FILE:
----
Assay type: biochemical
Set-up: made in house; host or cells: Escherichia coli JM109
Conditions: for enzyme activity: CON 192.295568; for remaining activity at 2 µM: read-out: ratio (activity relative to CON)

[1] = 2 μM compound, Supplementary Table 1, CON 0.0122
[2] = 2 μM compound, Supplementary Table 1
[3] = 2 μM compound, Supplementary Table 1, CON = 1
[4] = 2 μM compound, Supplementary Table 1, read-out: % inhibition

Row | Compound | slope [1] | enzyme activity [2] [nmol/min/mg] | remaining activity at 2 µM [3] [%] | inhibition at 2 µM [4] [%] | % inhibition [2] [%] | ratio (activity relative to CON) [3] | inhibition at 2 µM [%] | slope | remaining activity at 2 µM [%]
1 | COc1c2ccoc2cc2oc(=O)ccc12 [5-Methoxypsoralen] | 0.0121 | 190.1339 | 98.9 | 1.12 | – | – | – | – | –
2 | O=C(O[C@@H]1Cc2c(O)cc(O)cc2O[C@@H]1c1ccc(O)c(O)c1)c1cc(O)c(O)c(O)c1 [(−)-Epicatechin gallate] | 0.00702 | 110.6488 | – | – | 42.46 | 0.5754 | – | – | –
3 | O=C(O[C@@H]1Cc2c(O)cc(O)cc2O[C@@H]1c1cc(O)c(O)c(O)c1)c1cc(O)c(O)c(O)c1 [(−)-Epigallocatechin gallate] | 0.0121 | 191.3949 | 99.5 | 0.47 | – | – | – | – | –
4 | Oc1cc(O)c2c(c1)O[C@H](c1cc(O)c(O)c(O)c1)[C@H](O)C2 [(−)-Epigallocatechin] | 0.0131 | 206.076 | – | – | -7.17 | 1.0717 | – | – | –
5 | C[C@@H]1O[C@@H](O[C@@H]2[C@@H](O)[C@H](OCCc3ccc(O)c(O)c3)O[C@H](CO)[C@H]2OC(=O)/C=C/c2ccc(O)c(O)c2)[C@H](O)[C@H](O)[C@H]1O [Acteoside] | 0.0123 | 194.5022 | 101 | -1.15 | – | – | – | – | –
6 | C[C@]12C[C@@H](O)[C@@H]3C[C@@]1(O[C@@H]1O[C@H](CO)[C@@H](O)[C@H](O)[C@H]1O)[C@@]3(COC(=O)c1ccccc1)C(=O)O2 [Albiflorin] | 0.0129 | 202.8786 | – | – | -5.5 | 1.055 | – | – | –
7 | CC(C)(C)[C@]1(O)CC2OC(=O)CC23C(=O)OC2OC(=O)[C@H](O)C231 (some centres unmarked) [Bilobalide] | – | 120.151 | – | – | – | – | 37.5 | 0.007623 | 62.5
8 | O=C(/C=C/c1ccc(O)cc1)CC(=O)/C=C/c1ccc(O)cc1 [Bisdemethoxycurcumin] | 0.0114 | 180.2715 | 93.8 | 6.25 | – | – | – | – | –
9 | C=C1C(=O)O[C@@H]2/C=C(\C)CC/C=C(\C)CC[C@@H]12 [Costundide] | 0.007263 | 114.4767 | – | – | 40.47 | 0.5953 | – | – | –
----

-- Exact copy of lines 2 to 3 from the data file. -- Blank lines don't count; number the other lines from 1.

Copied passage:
Set-up: made in house; host or cells: Escherichia coli JM109
Conditions: for enzyme activity: CON 192.295568; for remaining activity at 2 µM: read-out: ratio (activity relative to CON)